Gregory was a physics major who graduated from Cal Poly Pomona in 2009 and is currently working at JPL and applying to Astronomy graduate school to pursue a Ph.D. He has done a number of Astronomy research projects as an undergraduate. He first participated in a research project with Dr. Joe Carson of JPL and Dr. Alex Rudolph of CPP searching for Brown Dwarfs around nearby stars using the Palomar 200” telescope near San Diego, California. He subsequently worked with Dr. Raghvendra Sahai at JPL and Dr. Mark Morris of UCLA, developing a morphological classification scheme on young planetary nebulae, one possible end state of a star. Gregory's position at JPL is Systems Engineer, working on the mission that launched Mars Curiousity in November 2011. You can read about Gregory's work at JPL here. This is his story.
It was a clear night in December of 2006 and I remember standing inside the extremely large structure. I was waiting cold and anxiously in the dark. After a few minutes, I heard the gears start to turn and quickly looked up. I watched in awe as the slit of the dome opened and revealed the beautiful night sky. The moonlight gradually illuminated the inside of the dome, and my admiration progressed as I watched the massive 200-inch Hale Telescope at Palomar Observatory be positioned. This breathtaking moment confirmed my aspirations of becoming an astronomer.
Research in astronomy began sophomore year of my undergraduate career. Dr. Rudolph announced a research opportunity to work with Dr. Joseph Carson, a former student of his that was doing postdoctoral research at NASA’s Jet Propulsion Laboratory. In 2006, I was selected to be a part of this project. Our task was to search for brown dwarfs, sub-stellar objects that did not have enough mass to sustain nuclear fusion. During the course of our research, we had the amazing opportunity to visit the Palomar Observatory and use their 200-inch Hale Telescope and take data. A majority of the work done on the project was done from Cal Poly where we reduced the images taken at Palomar. In 2009, a paper was published in the Astronomical Journal regarding our research and I was included as a co-author.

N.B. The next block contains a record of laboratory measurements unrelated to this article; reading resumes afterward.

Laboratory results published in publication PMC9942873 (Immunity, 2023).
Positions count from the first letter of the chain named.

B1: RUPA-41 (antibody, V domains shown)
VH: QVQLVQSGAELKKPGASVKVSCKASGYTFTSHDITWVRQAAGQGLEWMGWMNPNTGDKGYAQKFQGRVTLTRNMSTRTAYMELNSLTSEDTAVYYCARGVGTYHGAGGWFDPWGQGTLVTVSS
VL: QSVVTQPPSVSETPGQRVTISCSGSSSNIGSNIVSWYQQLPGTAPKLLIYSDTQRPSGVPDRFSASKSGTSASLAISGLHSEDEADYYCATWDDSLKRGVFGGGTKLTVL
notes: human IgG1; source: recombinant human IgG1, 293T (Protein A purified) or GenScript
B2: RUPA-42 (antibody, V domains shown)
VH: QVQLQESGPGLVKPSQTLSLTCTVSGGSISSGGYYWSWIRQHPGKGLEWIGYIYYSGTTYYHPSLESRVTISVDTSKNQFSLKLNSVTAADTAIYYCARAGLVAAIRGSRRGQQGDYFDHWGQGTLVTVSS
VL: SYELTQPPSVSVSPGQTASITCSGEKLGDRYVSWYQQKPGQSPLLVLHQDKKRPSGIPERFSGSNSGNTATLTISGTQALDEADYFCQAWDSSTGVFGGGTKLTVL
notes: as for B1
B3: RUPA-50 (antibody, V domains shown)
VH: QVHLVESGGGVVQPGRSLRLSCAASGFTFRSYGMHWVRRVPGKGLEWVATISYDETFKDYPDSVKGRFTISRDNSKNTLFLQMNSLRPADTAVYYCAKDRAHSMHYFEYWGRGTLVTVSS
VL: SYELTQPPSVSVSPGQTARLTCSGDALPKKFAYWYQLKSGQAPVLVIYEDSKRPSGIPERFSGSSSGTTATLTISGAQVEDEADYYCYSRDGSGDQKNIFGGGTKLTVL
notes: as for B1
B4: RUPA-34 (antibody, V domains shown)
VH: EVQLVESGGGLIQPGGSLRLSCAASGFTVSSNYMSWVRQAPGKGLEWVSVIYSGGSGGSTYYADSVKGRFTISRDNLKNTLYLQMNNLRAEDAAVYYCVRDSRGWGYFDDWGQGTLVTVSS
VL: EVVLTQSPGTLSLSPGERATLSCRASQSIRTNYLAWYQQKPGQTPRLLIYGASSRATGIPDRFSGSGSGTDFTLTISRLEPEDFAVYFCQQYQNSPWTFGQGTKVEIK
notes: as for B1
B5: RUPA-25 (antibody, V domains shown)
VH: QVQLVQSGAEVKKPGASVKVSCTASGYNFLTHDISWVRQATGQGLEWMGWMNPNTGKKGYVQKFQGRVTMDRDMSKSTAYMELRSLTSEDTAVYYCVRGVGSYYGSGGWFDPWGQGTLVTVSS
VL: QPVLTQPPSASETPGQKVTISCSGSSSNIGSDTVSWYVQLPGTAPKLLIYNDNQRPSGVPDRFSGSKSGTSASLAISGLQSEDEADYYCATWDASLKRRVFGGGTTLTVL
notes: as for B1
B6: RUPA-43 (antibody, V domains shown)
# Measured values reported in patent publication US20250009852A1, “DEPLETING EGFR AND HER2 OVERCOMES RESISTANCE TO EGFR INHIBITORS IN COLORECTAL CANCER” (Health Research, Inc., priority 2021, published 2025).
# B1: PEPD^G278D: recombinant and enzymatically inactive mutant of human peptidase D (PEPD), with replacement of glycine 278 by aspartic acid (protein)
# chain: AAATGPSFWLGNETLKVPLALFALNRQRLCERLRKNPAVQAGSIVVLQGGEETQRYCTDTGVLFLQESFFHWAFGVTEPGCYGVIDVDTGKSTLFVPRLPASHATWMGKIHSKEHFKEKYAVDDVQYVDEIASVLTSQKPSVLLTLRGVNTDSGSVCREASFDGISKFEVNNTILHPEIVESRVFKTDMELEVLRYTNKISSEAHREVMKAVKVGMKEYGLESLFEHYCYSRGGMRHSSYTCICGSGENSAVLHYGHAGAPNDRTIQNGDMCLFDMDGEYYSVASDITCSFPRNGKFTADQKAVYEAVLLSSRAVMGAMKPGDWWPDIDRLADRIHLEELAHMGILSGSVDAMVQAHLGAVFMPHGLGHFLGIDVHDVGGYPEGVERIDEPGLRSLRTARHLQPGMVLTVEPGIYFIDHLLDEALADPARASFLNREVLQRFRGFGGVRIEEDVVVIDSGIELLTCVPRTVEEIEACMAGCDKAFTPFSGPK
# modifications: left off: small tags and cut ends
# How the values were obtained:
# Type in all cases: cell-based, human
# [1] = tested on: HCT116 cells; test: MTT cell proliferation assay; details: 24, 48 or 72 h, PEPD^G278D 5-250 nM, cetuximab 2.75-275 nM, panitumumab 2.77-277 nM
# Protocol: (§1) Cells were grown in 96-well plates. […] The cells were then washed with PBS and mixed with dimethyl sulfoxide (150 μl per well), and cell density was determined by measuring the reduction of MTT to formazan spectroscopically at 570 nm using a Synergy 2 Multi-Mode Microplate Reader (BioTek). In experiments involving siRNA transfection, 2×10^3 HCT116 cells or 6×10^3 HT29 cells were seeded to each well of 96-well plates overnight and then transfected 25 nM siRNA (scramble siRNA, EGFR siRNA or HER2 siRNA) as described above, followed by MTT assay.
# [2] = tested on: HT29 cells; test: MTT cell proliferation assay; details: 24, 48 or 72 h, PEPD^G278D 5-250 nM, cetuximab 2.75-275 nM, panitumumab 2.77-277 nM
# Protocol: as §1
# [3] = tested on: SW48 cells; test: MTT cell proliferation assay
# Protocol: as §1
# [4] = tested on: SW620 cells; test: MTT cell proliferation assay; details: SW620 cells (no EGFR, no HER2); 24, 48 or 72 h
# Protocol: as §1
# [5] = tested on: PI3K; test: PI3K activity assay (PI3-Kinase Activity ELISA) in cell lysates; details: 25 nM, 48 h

With the brown dwarf research under my belt, I was able to acquire a NASA scholarship in 2007. I was awarded NASA’s Motivating Undergraduate in Science and Technology (MUST) scholarship that included a summer internship at one of their centers. This led me to my next research project in astronomy. I worked at JPL with Dr. Raghvendra Sahai, collaborating with Dr. Mark Morris of UCLA, developing a morphological classification scheme on young planetary nebulae, one possible end state of a star.
Palomar 200" telescope.
About 100 young planetary nebulae were studied using high-resolution images taken with the Hubble Space Telescope and were classified according to their sizes and shapes. In addition, I was calculated the ages of these objects. I presented my work at the 213th American Astronomical Society Meeting and it was very exciting being able to participate in a professional conference in my field. Currently, we are in the final stages of submitting a paper on our research.
Photo courtesy of Palomar Observatory.
In the fall of 2009, I was in NASA’s Undergraduate Student Research Program. Here, I worked under the supervision of Dr. Glenn Orton studying the 2009 Jupiter impact. Fortunately, I was able to remotely use NASA’s InfraRed Telescope Facility. My assignment was to develop atmospheric models that matched our observations in order to study the effect of the impact on Jupiter’s atmosphere. A paper has just been submitted to Science reporting our preliminary results.
After obtaining my PhD in astronomy, I would like to continue conducting research. I am definitely open to doing post-doctoral work anywhere, even abroad, in order to experience a new environment. One day, after contributing a great deal to the astronomical community, I would love to continue my research and also teach by obtaining a professorship at a University. Through teaching, I can continue to share my love and knowledge of Physics and Astronomy to younger generations.
Gregory is featured in a video on the website of NASA's Jet Propulsion Laboratory. The video is entitled "Student of the Stars".
Gregory also has a physics blog. Read it at www.100wordsofphysics.com.